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Meet Jamiah Hargins of Crop Swap LA in Mid City, Westside

Today we’d like to introduce you to Jamiah Hargins.

So, before we jump into specific questions about the business, why don’t you give us some details about you and your story.
I was raised a military brat, living on Air Force bases between the US and Europe. I have lived in major US cities and abroad which has made me  develop a natural openness to people. This is important because our food movement is more versatile in the long run if we can adapt to the uniqueness in our population. I learned Portuguese and Spanish while living overseas.

My early professional work as a stock and options trader in Chicago exposed me to the finance world, but most of my enjoyable time was spent at a community garden speaking with new Latina families to the country who appreciated the spirituality and community of food growing.

Fed up with cold weather, I moved to Brazil to manage a social enterprise that leveraged rural agriculture and urban business to sustain in orphanage. It was a career changer for me to see a successful company doing so much good work, so I returned to study public policy at Columbia University and understand more about how that can be done.

Later, I became an executive search headhunter who finds specific people for specific roles in education. This became excellent training for what I’m doing now, which requires me to build out a team, delegate those rules, and ensure that everyone is the right person for the right task.

My journey has helped me learn new skills and experiences that help me with the Crop Swap LA.

Has it been a smooth road?
We’ve had a lot of early success but are learning valuable lessons along the way. Specifically, for an organization that leverages community resources and is designed to feedback into the community, it has become important to identify specific roles responsibilities and financial outcomes for those members involved. That gets tricky when different projects require different teammates and ownership can be claimed jointly between different entities. So it has been important to stay clear on agreements and organizational structure so that our leadership team can strategically move us toward our mission.

Please tell us about Crop Swap LA.
I am the founder of the Crop Swap LA. It’s  an organization that hires re-entry citizens and veterans to build and maintain vegetable gardens on residential and commercial spaces. It began when I was expecting my daughter, and began thinking about what the city has available to feed her. The options are shocking and unjust, so I decided to build a vegetable garden to supply the family its needs. It turned out great so when I had extra soil, seeds, food, and equipment, I offered them to other gardeners online. They started joining me in the garden for a monthly “crop swap” for everyone to share. After a few months, there had been over 100 gardeners involved, and numerous opportunities for a business to form around it.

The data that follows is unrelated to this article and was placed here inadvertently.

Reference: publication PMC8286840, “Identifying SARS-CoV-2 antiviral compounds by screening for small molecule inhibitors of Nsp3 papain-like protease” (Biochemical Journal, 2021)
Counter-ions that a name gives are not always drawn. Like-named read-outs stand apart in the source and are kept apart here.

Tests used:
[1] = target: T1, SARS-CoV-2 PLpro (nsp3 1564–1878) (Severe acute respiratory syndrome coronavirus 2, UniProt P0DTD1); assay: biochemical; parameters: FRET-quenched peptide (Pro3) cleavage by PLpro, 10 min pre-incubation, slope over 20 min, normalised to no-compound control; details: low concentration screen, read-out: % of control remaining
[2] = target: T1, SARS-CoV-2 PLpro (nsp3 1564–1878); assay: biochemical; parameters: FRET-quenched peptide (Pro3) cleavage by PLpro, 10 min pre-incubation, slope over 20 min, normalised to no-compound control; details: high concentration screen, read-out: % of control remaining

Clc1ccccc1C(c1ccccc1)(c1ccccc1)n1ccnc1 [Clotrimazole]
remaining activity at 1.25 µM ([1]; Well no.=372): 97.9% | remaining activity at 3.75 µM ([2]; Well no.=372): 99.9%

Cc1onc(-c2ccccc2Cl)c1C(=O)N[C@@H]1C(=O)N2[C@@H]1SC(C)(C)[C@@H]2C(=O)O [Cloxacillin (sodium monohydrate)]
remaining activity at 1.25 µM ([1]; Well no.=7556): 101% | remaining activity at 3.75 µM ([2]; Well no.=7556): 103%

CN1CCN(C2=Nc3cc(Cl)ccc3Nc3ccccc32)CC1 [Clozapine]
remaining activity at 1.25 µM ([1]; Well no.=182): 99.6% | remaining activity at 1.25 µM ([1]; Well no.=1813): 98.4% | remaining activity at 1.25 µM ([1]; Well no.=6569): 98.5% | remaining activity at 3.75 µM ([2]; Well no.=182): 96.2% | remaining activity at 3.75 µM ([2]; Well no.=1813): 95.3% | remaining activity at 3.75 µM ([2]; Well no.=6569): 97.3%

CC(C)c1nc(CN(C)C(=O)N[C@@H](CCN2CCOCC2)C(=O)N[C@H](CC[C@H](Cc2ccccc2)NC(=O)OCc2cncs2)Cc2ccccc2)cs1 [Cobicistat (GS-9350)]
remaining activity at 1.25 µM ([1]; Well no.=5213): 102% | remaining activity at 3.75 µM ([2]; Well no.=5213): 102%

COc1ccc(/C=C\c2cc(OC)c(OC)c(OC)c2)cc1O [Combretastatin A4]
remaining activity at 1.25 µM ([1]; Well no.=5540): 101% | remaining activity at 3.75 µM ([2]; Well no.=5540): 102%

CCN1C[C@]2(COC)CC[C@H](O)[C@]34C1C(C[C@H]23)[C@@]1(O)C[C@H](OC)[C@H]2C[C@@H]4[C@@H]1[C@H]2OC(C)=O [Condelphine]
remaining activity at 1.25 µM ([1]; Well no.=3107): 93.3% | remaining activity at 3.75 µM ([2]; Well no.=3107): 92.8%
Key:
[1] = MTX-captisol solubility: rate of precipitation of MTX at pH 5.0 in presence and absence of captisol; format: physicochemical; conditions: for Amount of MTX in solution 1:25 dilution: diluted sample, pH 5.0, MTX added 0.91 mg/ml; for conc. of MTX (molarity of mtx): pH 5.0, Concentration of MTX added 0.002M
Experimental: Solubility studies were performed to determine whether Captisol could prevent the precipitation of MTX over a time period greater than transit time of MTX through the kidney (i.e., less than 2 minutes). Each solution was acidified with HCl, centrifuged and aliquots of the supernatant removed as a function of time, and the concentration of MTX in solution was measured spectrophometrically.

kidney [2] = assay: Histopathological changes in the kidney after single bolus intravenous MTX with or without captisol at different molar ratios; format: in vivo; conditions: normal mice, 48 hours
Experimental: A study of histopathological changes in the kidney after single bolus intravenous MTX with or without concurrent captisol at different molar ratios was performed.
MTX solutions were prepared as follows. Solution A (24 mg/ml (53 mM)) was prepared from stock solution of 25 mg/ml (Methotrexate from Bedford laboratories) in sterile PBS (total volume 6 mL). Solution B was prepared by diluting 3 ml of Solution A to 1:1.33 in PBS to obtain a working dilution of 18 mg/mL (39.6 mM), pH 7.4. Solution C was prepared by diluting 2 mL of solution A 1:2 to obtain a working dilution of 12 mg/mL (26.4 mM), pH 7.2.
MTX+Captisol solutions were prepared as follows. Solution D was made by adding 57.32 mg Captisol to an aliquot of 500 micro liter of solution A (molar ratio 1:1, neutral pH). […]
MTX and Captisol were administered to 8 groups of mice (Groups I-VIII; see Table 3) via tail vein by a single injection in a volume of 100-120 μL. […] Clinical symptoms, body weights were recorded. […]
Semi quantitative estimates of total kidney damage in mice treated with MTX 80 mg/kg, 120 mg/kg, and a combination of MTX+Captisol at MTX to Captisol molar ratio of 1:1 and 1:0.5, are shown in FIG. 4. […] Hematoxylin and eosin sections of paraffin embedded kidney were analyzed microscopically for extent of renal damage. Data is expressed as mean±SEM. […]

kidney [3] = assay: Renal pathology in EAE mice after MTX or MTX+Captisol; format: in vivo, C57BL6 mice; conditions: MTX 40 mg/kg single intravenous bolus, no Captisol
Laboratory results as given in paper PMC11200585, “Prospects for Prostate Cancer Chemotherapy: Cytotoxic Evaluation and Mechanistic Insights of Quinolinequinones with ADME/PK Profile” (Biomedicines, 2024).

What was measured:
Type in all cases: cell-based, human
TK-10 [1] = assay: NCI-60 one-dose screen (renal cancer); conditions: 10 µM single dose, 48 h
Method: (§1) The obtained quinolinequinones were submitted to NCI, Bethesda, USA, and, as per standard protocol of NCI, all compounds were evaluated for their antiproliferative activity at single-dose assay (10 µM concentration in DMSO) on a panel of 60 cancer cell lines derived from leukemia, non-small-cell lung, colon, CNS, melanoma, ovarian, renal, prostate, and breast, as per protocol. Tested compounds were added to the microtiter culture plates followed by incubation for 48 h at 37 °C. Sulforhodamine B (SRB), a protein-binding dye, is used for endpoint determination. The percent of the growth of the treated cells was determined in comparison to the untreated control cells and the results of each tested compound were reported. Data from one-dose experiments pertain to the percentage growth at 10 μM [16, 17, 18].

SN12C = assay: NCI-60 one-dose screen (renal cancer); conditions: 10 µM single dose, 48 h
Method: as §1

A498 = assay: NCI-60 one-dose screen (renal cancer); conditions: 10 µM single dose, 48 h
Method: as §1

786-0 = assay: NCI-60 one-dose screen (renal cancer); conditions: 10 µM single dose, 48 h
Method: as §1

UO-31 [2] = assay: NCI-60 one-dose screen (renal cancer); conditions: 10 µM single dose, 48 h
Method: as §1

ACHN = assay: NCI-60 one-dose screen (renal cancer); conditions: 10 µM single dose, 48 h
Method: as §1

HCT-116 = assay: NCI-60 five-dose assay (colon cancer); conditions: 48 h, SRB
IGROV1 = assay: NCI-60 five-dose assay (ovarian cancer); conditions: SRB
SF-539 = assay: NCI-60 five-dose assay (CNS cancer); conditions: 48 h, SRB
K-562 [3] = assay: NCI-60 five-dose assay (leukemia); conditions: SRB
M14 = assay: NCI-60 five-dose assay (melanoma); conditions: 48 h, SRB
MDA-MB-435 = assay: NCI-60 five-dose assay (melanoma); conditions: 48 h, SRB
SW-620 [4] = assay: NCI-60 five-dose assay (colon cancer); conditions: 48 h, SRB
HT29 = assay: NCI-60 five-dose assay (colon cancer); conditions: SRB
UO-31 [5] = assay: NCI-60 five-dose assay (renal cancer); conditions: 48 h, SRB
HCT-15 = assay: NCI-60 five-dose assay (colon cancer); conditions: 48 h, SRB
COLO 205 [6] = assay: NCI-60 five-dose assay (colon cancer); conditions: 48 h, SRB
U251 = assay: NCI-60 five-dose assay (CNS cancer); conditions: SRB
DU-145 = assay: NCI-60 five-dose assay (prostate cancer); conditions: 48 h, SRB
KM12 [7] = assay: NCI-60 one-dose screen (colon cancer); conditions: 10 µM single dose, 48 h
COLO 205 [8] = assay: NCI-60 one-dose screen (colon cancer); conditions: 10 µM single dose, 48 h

We also run the West Adams Farmers Market. We have been offered over 20 acres of land nearby to farm, and routinely harvest extra fruit from trees nearby. I was named as a Good Food Champion by the City Council of Los Angeles in November 2019, and this program has attracted attention from various press channels and notable figures. We envision food system that harvests nutrient-grown food and places it directly into the restaurants, caterers, and food trucks that serve its people everyday.

How do you think the industry will change over the next decade?
The food and health industries are driving us toward famine. It has been dominated by business interrupting nature. Government subsidies are driven by business interests, and business is about product sales.

This creates a false sense of scarcity, that is then reflected in the prices of those food products. Food has doubled its price in the last ten years, which is startling considering wages and income have decreased over that same time period. We are here to say that food is not a product, and that nature can supply abundantly.

For all of our food and health needs, we just need to return to nature.


  • Gardens start at $5,000, and include installation, automated irrigation, nutrient growing seedlings, and 3 months of maintenance
  • Become a vendor at the West Adams Farmers Market for $50 per Market Day

Contact Info:

Image Credit:
Jamiah Hargins

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